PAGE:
The main projects include the expansion at St. Mary's and Meriter Hospitals on the corridor's north end and the renovation of Villager Mall and Park Bank on the south end. In the middle, the Wingra BUILD (Better Urban Infill Development) plan envisions changes within a 64-acre triangle that borders Park Street, Wingra Creek and Fish Hatchery Road, with the Morningstar Dairy site at its tip. (After years of dormancy, the former Morningstar Dairy building at the intersection of Park and Fish Hatchery was recently sold to a developer, according to Ald. Julia Kerr.)
This summer, the Villager Mall will break ground on Phase One of its renovation: a new library, reconstruction of the atrium, renovation of the entire mall and removal of the nearby gas station.
Also in the works are long-range plans to cultivate Park Street into a "biomedical corridor," a collaborative effort that includes local hospitals, the city, the UW-Madison and MATC. The plans call for concentrating medical research, services and education along the corridor to make it a "national medical center district."
The prospect of a rejuvenated, "international" street excites Jim Garner, owner of Sergenian's Floor Covering. But he says the city could do a better job of keeping the community and neighborhood committees informed of new developments. (Like most of the business owners and neighbors interviewed for this story, Garner was unaware of the upcoming renovations at Villager Mall.)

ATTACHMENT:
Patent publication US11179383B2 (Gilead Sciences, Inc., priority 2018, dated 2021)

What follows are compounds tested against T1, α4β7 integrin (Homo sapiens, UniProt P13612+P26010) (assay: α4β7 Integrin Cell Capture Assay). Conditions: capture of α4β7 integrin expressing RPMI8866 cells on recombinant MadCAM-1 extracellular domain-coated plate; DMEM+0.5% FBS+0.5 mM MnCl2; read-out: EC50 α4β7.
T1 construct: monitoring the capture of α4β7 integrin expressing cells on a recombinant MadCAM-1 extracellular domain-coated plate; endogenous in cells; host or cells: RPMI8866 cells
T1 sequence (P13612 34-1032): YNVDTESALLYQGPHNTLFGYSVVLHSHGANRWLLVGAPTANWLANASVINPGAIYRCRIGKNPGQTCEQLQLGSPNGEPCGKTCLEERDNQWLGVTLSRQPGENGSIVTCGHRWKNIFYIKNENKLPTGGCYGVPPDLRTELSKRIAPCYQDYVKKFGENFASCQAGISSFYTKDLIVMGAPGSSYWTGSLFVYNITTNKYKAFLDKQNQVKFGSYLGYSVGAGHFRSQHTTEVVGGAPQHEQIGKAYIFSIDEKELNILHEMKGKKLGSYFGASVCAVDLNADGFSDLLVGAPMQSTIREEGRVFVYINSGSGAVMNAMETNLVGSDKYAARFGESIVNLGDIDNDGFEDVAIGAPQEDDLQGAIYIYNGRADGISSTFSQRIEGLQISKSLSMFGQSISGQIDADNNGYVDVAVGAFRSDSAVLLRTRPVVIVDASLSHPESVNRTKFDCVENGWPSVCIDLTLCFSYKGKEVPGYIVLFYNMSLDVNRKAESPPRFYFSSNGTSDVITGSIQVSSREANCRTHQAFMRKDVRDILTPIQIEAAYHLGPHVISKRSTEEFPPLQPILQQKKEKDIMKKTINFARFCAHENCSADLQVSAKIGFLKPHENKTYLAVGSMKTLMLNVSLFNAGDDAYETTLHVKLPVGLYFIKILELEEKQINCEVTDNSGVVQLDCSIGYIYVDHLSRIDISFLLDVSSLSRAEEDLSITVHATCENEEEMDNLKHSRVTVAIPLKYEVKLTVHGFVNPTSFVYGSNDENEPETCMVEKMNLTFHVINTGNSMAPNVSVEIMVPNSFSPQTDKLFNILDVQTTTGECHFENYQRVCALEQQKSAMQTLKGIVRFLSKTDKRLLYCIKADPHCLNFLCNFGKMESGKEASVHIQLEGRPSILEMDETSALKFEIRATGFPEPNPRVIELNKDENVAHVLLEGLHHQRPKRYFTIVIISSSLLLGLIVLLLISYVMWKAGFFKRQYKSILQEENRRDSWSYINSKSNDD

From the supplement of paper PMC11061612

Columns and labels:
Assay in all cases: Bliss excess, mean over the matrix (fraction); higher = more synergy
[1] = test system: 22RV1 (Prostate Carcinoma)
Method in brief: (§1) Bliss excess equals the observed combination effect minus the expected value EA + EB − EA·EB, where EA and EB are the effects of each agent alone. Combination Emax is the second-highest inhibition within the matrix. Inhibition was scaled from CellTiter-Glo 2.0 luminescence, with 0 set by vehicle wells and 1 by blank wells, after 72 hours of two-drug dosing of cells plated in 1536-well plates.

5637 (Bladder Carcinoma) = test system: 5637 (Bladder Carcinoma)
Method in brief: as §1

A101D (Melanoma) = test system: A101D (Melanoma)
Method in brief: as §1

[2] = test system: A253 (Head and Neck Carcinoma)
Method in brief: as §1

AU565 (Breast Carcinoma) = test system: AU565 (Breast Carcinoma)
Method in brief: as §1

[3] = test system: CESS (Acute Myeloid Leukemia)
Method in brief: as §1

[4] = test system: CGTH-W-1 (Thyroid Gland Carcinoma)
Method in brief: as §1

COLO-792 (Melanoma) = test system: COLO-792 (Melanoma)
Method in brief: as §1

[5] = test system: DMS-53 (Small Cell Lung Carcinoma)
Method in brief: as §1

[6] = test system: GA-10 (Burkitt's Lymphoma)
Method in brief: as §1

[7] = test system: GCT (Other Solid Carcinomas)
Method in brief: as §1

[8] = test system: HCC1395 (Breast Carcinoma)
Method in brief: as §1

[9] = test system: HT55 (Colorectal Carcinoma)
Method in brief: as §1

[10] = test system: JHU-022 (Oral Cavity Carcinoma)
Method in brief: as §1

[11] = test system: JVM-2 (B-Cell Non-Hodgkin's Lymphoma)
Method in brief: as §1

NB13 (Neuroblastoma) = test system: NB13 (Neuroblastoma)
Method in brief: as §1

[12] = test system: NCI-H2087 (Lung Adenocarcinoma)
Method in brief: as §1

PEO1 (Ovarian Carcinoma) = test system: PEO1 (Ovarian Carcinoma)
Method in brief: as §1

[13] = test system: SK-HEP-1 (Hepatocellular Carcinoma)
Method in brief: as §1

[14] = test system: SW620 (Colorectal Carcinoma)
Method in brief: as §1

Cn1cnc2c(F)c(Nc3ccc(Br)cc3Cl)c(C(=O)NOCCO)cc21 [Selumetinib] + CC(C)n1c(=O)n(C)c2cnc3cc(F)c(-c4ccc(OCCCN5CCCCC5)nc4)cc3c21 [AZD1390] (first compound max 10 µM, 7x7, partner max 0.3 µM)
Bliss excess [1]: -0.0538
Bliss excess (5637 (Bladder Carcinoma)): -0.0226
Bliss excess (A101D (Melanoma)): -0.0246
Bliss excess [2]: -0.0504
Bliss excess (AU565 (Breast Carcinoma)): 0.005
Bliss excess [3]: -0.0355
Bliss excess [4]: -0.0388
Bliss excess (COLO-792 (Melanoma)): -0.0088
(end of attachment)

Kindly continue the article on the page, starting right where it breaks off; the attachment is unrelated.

And many neighborhood residents and business owners involved in Park Street planning say they're frustrated with the overall slow pace of progress.
"It's my sense that there's been a loss of momentum in the improvement of Park Street," says Lee. "There's a lot of possibilities, but they need to be pushed forward; otherwise they'll languish."
Lee blames the lag in progress partly on the economic funk: "I feel bad that we didn't strike when the iron was hot in the '90s. There was a bump in the road after 9/11."
Even though his Park Street shop has been drumming up better sales compared to his other shop, this winter has put a damper on business overall.
"Slow business is influencing my worldview, but I don't buy into that rah-rah-rah, 'everything is going to get better.' I'm from Flint, Michigan. That makes me a little nervous. People in Madison think that things always get better. I think things could slip back."